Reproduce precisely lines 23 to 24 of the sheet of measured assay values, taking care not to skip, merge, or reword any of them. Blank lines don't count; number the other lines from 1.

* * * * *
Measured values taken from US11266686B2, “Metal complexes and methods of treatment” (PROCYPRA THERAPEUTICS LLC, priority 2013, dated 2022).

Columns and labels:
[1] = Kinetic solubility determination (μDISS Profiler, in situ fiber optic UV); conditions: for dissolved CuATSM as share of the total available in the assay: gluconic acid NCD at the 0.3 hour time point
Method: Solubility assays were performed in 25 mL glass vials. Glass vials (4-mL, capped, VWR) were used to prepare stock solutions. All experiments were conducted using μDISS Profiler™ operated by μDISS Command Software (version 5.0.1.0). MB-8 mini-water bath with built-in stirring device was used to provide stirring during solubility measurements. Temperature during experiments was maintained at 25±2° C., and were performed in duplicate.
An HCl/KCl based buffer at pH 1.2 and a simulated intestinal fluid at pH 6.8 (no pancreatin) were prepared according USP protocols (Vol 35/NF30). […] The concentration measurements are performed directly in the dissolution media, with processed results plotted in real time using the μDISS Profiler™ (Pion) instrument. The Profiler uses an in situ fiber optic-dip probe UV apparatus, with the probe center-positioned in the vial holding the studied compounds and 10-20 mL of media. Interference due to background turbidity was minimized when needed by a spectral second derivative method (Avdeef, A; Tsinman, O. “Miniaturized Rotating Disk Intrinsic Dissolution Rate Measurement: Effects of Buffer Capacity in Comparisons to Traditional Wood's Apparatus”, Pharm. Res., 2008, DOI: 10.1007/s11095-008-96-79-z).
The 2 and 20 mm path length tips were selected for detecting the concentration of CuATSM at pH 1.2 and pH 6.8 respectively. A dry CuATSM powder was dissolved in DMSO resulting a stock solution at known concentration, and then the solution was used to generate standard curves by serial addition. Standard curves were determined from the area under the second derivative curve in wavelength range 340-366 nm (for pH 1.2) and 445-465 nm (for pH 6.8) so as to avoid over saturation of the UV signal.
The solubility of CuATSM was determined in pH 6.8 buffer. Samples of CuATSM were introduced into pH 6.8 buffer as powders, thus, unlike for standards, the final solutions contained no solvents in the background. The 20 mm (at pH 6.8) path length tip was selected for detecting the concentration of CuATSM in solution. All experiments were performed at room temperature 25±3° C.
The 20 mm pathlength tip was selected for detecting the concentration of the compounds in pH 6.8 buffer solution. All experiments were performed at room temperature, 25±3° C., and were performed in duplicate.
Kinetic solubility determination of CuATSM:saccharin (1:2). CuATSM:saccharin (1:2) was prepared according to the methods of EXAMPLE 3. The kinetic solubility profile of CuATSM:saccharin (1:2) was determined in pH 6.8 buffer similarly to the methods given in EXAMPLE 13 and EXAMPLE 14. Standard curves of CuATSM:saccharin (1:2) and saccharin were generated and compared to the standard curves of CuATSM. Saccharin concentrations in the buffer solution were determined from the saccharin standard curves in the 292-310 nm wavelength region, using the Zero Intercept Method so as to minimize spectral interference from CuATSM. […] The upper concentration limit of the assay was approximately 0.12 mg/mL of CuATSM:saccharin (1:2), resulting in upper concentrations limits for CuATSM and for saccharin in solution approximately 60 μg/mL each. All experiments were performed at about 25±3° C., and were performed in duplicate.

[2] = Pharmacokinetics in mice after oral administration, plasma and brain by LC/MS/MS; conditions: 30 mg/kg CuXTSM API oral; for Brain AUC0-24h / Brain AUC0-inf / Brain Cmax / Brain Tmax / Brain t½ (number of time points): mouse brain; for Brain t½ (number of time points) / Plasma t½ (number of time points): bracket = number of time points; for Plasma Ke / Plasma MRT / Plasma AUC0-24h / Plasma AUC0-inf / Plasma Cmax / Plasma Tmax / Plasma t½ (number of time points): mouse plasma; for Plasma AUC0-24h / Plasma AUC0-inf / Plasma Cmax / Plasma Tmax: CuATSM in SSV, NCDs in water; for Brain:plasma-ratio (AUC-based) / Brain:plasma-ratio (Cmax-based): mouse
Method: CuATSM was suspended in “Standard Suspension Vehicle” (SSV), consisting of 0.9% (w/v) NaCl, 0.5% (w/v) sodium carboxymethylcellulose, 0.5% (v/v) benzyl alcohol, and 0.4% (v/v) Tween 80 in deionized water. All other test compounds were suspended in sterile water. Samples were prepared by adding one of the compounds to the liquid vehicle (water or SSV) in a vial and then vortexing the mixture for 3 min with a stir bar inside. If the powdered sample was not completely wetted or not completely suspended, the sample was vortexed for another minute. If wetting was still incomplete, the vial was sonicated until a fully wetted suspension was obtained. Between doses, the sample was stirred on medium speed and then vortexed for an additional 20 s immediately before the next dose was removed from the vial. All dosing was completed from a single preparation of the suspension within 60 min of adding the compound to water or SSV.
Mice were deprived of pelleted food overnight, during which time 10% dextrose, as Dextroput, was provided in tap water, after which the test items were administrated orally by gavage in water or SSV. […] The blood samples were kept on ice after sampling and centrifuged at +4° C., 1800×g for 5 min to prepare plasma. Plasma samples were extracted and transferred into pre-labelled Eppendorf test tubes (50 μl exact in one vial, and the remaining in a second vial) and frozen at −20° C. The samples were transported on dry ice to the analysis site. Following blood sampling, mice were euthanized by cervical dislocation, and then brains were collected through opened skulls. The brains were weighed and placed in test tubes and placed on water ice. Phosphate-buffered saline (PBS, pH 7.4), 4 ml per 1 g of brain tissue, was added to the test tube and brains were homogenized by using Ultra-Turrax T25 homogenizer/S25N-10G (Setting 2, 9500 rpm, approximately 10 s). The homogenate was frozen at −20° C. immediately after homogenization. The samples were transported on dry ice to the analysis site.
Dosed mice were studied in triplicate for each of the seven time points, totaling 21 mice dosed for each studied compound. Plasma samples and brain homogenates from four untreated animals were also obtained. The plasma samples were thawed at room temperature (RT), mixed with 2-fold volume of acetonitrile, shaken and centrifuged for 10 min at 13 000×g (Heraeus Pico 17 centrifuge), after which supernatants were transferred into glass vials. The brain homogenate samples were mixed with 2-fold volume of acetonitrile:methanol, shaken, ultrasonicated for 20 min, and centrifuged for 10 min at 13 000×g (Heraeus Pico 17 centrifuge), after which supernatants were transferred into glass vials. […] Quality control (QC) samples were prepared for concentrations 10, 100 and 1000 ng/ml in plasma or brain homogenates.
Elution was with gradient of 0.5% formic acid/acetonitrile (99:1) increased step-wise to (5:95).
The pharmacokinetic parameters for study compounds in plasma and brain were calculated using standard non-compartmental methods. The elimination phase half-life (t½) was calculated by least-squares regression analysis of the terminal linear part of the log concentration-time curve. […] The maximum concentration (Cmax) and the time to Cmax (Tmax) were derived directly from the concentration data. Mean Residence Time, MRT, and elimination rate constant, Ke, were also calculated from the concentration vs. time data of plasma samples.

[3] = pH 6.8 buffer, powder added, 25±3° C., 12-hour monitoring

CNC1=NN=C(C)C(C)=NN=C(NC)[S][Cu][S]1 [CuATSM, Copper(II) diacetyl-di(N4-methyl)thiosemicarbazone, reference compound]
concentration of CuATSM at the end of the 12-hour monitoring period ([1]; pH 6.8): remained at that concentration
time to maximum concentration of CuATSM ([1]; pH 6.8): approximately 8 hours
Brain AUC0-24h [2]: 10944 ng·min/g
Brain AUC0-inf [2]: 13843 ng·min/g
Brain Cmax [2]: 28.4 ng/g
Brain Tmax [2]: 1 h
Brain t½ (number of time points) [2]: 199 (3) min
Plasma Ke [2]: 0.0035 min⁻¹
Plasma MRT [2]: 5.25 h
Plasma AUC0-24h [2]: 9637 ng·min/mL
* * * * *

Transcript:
Brain Tmax [2]: 1 h
Brain t½ (number of time points) [2]: 199 (3) min